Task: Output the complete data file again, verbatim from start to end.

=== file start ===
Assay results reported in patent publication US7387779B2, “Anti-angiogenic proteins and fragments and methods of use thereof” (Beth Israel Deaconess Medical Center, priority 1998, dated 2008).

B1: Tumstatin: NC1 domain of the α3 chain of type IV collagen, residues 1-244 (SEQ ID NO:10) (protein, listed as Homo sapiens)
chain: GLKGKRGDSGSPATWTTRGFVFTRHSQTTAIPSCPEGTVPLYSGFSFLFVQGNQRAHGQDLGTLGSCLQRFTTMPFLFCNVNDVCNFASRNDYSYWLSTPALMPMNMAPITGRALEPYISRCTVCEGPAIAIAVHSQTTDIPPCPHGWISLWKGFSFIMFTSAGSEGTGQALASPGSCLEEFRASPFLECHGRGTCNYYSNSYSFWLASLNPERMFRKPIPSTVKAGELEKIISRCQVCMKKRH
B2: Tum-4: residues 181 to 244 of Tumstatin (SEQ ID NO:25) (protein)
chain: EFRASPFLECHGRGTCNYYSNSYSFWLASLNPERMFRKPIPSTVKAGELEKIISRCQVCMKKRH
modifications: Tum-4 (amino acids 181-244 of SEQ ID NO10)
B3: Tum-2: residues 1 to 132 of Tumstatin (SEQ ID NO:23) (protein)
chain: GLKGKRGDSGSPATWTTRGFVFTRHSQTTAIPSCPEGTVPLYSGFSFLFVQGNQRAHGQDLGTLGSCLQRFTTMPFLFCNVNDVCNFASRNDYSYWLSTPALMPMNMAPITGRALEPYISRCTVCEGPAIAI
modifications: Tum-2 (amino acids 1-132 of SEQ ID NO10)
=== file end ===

Assay results reported in patent publication US7387779B2, “Anti-angiogenic proteins and fragments and methods of use thereof” (Beth Israel Deaconess Medical Center, priority 1998, dated 2008).

B1: Tumstatin: NC1 domain of the α3 chain of type IV collagen, residues 1-244 (SEQ ID NO:10) (protein, listed as Homo sapiens)
chain: GLKGKRGDSGSPATWTTRGFVFTRHSQTTAIPSCPEGTVPLYSGFSFLFVQGNQRAHGQDLGTLGSCLQRFTTMPFLFCNVNDVCNFASRNDYSYWLSTPALMPMNMAPITGRALEPYISRCTVCEGPAIAIAVHSQTTDIPPCPHGWISLWKGFSFIMFTSAGSEGTGQALASPGSCLEEFRASPFLECHGRGTCNYYSNSYSFWLASLNPERMFRKPIPSTVKAGELEKIISRCQVCMKKRH
B2: Tum-4: residues 181 to 244 of Tumstatin (SEQ ID NO:25) (protein)
chain: EFRASPFLECHGRGTCNYYSNSYSFWLASLNPERMFRKPIPSTVKAGELEKIISRCQVCMKKRH
modifications: Tum-4 (amino acids 181-244 of SEQ ID NO10)
B3: Tum-2: residues 1 to 132 of Tumstatin (SEQ ID NO:23) (protein)
chain: GLKGKRGDSGSPATWTTRGFVFTRHSQTTAIPSCPEGTVPLYSGFSFLFVQGNQRAHGQDLGTLGSCLQRFTTMPFLFCNVNDVCNFASRNDYSYWLSTPALMPMNMAPITGRALEPYISRCTVCEGPAIAI
modifications: Tum-2 (amino acids 1-132 of SEQ ID NO10)